1. God is no respecter of persons. That means He wouldn’t play one race or group of people against another to gain support, but rather, would promote the notion that no one is better than anyone else, and that the human race is born with complete equality of possibility. Granted, some people choose to use their birthright as emotional toilet paper, to degrade themselves instead of uplifting their situation, but that has nothing to do with the fact that God placed within all of us the ability to overcome our weaknesses, and to temper our strengths, to keep us from feeling dominant by circumstance of birth. Yes, I wonder what these five candidates would think about running on a platform of NO PREJUDICEnot in theory but in practice.  It would mean we would have to take Iran seriously as a sovereign nation and therefore negotiate with them instead of threatening them.

2.  Where the Spirit of God is, there is liberty. How popular would it be to run a campaign with a plank in the platform that proclaims there will be no limits placed on liberty. In other words, anything that inhibits the rights of an individual in our country to express him or herself equally with anyone else would be anti-God. Such a concept would be considered pure idealism and debunked as impossible because we extol our particular rules and regulations, while eschewing the restrictions of our opponent.

3. God is love, and perfect love casts out fear. Would it be possible to be President of the United States if you weren’t able to scare the voters into selecting you as their savior from terror? If you removed apprehension and worry from the equation and had to run a race for the White House based upon NO FEAR, would you be able to do it and still gain enough attention from the electorate to get them to the polls to choose you? Certainly some great men in history have said, “We have nothing to fear but fear itself,” but we have not heard much affirmation of that concept of late. After all, frightening the peasants is a great way to get the serfs to pay taxes to the castle. It is rather doubtful that any of these five individuals would want to renounce that practice in entirety.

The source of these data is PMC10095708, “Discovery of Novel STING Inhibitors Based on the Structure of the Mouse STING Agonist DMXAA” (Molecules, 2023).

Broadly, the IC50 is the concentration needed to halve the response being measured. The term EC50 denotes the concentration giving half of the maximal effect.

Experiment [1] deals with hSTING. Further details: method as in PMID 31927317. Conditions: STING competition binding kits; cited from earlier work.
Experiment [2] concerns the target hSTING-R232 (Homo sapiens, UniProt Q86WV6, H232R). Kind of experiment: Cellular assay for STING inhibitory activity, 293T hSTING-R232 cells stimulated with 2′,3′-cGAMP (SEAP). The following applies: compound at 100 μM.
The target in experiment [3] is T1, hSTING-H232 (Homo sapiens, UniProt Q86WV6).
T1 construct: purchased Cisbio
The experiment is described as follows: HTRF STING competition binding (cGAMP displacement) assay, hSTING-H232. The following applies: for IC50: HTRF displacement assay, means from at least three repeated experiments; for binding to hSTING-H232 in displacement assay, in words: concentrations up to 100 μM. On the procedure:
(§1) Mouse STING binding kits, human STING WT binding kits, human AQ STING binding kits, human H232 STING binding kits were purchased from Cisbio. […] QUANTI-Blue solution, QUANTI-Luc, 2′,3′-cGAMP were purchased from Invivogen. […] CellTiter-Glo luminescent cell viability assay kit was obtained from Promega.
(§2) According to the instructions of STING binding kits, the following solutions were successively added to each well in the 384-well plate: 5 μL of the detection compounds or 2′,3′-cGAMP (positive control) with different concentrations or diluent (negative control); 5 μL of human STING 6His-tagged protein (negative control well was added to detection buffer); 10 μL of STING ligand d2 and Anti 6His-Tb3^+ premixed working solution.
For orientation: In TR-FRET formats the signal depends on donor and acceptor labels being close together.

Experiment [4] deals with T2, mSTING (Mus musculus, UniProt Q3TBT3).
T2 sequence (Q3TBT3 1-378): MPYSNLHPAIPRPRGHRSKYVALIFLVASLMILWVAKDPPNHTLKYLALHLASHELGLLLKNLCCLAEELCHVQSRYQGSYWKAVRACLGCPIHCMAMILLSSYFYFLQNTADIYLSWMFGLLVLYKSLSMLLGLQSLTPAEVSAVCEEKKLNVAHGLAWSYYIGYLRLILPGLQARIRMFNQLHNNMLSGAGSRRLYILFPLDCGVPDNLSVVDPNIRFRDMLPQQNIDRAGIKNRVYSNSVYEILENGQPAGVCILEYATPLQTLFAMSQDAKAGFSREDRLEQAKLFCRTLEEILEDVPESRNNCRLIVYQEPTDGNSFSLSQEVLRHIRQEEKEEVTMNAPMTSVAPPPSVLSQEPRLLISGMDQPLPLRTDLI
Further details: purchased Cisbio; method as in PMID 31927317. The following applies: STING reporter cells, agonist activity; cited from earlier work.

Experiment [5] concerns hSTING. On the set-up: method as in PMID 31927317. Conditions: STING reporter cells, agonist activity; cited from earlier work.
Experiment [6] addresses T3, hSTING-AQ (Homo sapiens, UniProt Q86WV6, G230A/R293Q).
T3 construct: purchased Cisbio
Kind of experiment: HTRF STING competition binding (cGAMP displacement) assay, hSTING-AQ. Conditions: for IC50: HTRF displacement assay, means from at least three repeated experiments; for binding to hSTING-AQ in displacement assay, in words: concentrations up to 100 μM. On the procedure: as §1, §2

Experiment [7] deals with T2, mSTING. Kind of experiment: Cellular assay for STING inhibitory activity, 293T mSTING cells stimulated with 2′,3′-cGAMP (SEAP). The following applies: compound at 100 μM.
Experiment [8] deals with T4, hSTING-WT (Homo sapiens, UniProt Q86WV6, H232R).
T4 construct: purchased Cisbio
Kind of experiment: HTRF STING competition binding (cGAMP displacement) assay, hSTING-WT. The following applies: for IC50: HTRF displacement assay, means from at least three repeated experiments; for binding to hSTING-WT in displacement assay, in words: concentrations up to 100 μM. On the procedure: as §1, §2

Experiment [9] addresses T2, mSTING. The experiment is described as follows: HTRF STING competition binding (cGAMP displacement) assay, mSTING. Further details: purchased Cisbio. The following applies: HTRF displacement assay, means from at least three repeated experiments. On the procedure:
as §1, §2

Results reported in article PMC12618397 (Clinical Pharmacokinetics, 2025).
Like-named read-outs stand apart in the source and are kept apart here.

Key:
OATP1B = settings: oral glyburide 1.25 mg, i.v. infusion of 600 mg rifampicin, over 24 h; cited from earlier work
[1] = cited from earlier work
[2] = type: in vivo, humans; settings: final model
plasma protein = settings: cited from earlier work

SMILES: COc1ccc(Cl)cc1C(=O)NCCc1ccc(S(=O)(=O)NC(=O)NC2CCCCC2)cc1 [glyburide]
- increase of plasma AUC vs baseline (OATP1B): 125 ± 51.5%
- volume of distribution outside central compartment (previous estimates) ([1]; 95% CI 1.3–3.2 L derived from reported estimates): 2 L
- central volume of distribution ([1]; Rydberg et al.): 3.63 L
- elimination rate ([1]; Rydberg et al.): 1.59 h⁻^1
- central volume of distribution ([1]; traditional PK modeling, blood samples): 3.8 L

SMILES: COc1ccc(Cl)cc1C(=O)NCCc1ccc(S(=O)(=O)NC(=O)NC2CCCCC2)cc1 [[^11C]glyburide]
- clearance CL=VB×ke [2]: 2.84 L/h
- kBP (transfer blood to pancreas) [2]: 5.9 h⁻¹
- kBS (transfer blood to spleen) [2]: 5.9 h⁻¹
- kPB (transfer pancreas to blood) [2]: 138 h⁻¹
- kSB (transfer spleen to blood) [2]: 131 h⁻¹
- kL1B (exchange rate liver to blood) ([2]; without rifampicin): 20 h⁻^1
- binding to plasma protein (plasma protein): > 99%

4. And finally, God is light and in Him is no darkness. Would Republican or Democrat be willing to present himself to the American public based solely upon his ideas or aspirations, without trying to attack his adversary? And that would include, of course, allowing their names to be sold off to Super Pacs, running negative ads against any competitor who dared to surface. Could we actually have a political climate that was free of darkness, free of deception, free of lying–in other words, transparent as much as human beings are able to become? Would this quintet of wannabes be willing to remove darkness from the table and enlighten us?

So let’s take another look at a platform that really would represent the spirit of God rather than invoking His name to evoke controversy.